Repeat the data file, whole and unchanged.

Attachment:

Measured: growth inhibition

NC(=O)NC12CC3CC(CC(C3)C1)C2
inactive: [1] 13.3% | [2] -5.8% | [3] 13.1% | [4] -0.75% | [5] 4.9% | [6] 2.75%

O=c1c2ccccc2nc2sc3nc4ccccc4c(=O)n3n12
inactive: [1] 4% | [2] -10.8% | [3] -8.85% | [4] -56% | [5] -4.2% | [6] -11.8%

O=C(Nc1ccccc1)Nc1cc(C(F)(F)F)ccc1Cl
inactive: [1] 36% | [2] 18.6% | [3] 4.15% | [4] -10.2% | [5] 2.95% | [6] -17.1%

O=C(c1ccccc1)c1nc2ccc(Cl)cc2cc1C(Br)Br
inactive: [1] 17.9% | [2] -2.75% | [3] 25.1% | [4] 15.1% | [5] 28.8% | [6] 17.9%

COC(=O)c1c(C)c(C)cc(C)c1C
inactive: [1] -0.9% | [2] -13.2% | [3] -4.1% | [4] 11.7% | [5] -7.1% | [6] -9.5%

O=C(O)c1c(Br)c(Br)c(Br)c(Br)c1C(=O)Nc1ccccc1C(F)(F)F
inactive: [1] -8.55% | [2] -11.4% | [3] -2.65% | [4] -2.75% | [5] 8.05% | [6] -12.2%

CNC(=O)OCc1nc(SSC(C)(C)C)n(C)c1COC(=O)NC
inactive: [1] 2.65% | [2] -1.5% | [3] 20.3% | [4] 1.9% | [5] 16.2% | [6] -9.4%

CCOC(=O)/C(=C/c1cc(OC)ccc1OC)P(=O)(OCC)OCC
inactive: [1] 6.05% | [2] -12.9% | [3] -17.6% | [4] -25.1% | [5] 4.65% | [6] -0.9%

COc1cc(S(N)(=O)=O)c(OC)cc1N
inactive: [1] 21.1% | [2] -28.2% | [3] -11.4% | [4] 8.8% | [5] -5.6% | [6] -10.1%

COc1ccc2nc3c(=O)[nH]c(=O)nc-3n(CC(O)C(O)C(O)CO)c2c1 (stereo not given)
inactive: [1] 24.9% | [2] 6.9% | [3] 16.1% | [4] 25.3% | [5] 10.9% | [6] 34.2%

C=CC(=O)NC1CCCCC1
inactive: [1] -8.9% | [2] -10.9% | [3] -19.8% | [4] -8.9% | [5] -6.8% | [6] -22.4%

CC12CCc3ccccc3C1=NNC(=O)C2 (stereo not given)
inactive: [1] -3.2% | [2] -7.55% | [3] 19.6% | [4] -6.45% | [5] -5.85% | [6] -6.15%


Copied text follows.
Measured: growth inhibition

NC(=O)NC12CC3CC(CC(C3)C1)C2
inactive: [1] 13.3% | [2] -5.8% | [3] 13.1% | [4] -0.75% | [5] 4.9% | [6] 2.75%

O=c1c2ccccc2nc2sc3nc4ccccc4c(=O)n3n12
inactive: [1] 4% | [2] -10.8% | [3] -8.85% | [4] -56% | [5] -4.2% | [6] -11.8%

O=C(Nc1ccccc1)Nc1cc(C(F)(F)F)ccc1Cl
inactive: [1] 36% | [2] 18.6% | [3] 4.15% | [4] -10.2% | [5] 2.95% | [6] -17.1%

O=C(c1ccccc1)c1nc2ccc(Cl)cc2cc1C(Br)Br
inactive: [1] 17.9% | [2] -2.75% | [3] 25.1% | [4] 15.1% | [5] 28.8% | [6] 17.9%

COC(=O)c1c(C)c(C)cc(C)c1C
inactive: [1] -0.9% | [2] -13.2% | [3] -4.1% | [4] 11.7% | [5] -7.1% | [6] -9.5%

O=C(O)c1c(Br)c(Br)c(Br)c(Br)c1C(=O)Nc1ccccc1C(F)(F)F
inactive: [1] -8.55% | [2] -11.4% | [3] -2.65% | [4] -2.75% | [5] 8.05% | [6] -12.2%

CNC(=O)OCc1nc(SSC(C)(C)C)n(C)c1COC(=O)NC
inactive: [1] 2.65% | [2] -1.5% | [3] 20.3% | [4] 1.9% | [5] 16.2% | [6] -9.4%

CCOC(=O)/C(=C/c1cc(OC)ccc1OC)P(=O)(OCC)OCC
inactive: [1] 6.05% | [2] -12.9% | [3] -17.6% | [4] -25.1% | [5] 4.65% | [6] -0.9%

COc1cc(S(N)(=O)=O)c(OC)cc1N
inactive: [1] 21.1% | [2] -28.2% | [3] -11.4% | [4] 8.8% | [5] -5.6% | [6] -10.1%

COc1ccc2nc3c(=O)[nH]c(=O)nc-3n(CC(O)C(O)C(O)CO)c2c1 (stereo not given)
inactive: [1] 24.9% | [2] 6.9% | [3] 16.1% | [4] 25.3% | [5] 10.9% | [6] 34.2%

C=CC(=O)NC1CCCCC1
inactive: [1] -8.9% | [2] -10.9% | [3] -19.8% | [4] -8.9% | [5] -6.8% | [6] -22.4%

CC12CCc3ccccc3C1=NNC(=O)C2 (stereo not given)
inactive: [1] -3.2% | [2] -7.55% | [3] 19.6% | [4] -6.45% | [5] -5.85% | [6] -6.15%